This requires careful fire planning to take into account the throw characteristics of the monitors, the proximity of hydrants, the need for hoses or pumps and possible wind conditions. Planning and training, therefore, are not options - they are essential.
Fixed and mobile monitors
Frequently, the best solution is a combination of fixed and mobile monitors, with fixed appliances acting as the first line of defence, and mobile monitors used to protect bunds, deal with fuel spillages and vapour concentrations, and to cool adjacent fire risks.
Monitors can be operated either manually by the firefighter or be remotely-controlled.
Remotely-controlled monitors enable the firefighter to operate the equipment at a safe distance from the fire, moving the monitor in both the horizontal and vertical planes and, on the most sophisticated units on the market, adjusting the flow, stream pattern and throw. Power is hydraulic or electric.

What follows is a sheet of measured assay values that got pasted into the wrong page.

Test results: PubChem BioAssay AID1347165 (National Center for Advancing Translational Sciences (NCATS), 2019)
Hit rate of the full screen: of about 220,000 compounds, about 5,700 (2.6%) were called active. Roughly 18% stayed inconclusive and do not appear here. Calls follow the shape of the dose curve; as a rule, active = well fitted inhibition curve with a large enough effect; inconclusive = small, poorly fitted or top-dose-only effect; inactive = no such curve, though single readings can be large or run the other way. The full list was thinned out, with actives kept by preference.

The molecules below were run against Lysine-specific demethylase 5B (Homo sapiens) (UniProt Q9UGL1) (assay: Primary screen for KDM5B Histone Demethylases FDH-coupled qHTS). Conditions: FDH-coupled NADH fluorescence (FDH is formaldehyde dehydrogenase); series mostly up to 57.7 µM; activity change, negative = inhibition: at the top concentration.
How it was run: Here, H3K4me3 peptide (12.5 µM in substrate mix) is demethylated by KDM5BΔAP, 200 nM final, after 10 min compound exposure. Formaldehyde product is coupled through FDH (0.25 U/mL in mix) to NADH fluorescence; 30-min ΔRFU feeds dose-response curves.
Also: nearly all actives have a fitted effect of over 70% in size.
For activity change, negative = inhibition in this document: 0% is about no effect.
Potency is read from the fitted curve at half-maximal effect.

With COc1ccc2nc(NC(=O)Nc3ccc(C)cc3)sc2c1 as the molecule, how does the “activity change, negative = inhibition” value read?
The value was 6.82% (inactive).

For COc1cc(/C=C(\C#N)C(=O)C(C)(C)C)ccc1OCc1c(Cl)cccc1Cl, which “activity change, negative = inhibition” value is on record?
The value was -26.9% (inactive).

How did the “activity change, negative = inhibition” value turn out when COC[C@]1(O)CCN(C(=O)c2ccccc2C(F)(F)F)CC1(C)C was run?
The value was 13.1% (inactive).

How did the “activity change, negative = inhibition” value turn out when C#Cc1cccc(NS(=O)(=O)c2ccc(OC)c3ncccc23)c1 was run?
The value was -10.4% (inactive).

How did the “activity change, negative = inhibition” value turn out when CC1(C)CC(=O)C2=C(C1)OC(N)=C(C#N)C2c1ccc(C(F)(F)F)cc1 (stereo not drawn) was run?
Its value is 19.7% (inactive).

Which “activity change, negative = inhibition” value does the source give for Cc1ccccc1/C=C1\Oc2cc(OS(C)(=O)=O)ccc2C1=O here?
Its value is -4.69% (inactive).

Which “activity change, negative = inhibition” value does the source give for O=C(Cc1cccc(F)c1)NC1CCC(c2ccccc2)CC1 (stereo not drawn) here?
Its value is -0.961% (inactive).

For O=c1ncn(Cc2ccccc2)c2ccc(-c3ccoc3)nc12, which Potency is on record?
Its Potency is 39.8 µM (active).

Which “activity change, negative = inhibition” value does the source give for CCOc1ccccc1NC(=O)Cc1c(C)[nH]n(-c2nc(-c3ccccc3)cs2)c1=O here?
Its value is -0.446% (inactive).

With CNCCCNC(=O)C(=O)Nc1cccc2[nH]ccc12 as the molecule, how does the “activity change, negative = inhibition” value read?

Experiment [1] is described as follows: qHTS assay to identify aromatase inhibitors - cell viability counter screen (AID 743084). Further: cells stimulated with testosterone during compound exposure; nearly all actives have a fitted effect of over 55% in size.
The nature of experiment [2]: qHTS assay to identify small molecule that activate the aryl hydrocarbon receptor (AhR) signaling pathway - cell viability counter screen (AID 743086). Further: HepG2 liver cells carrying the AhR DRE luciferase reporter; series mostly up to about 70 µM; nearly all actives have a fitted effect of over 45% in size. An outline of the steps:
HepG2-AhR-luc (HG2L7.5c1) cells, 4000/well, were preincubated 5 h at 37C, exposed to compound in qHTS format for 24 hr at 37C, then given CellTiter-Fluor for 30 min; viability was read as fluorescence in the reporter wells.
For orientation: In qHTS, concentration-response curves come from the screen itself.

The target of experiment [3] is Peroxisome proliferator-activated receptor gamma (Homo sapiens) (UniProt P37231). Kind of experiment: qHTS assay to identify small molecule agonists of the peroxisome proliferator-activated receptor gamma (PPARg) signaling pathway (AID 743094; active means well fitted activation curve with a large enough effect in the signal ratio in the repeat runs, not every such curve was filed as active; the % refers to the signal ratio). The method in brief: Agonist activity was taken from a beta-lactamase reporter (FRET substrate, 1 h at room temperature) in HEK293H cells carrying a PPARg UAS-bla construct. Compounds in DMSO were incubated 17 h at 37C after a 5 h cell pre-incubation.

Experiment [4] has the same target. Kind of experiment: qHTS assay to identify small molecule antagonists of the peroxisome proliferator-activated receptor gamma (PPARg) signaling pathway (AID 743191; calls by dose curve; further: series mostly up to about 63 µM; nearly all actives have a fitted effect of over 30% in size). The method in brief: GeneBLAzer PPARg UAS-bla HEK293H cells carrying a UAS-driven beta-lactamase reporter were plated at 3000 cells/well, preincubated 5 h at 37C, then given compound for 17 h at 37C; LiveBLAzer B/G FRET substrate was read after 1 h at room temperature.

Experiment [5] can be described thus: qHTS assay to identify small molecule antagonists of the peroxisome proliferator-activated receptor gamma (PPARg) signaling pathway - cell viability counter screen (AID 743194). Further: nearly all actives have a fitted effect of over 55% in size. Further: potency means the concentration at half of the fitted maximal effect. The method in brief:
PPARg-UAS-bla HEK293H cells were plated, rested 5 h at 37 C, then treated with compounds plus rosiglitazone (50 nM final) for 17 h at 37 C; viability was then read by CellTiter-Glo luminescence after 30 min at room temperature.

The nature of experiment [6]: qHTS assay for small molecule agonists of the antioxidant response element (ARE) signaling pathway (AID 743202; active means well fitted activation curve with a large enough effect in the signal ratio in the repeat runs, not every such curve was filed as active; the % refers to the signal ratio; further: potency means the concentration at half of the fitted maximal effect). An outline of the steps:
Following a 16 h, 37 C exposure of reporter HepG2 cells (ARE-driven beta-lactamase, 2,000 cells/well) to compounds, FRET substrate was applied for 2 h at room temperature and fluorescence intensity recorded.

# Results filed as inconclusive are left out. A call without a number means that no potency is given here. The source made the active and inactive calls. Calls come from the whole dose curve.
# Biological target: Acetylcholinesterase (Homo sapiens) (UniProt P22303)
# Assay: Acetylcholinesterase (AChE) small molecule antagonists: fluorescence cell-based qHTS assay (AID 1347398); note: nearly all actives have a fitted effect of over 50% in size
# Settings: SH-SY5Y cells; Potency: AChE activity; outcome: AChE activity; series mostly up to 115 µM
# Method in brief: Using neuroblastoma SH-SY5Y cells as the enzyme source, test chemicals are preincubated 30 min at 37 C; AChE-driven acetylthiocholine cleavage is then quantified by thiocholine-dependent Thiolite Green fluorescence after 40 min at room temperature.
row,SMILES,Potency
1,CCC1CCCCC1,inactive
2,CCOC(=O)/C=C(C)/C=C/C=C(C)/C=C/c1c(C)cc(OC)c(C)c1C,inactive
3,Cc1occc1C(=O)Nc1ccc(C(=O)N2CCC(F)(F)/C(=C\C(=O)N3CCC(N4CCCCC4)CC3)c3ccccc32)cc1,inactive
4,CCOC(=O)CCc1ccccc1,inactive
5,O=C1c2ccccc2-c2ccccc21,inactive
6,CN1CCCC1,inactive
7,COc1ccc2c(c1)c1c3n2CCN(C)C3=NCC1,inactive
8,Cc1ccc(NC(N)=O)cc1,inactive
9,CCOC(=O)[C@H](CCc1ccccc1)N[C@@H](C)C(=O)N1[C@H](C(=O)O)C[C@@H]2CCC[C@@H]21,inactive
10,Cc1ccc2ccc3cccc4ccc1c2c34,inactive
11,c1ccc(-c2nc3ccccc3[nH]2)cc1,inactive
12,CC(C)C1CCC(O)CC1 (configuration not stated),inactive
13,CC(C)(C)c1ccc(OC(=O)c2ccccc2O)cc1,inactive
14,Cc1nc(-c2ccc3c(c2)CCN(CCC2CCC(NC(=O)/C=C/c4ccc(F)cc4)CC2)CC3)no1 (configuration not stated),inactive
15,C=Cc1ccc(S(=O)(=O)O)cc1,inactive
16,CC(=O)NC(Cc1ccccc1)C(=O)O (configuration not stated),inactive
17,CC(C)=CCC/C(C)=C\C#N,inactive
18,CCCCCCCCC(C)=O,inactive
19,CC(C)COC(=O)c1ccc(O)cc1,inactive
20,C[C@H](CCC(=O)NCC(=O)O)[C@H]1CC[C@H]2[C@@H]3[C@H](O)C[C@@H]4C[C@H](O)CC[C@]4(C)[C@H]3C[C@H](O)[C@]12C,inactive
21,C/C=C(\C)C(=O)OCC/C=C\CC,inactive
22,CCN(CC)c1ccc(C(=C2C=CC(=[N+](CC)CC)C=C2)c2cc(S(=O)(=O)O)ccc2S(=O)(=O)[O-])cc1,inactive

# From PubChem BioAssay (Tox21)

Each system has its particular benefits and leading equipment manufacturers offer hydraulic and electric options, as well as both manually-operated and remotely-controlled monitors.
Electric remote control can be supplied with explosion-proof EEx (e) and flameproof EEx (de) electrical equipment in accordance with ATEX (ATmosphères EXplosibles) guidelines for when the monitor is likely to be used in areas that may be exposed to explosive gases. These ATEX guidelines apply in Europe and are similar to the USA's NEC (National Electrical Code) guidelines.
Monitors need to be robust, unerringly reliable and deliver their promised performance at a moment's notice. The jet reaction force of a monitor can be considerable, so monitors need to be securely restrained so they remain 'on target' when in operation.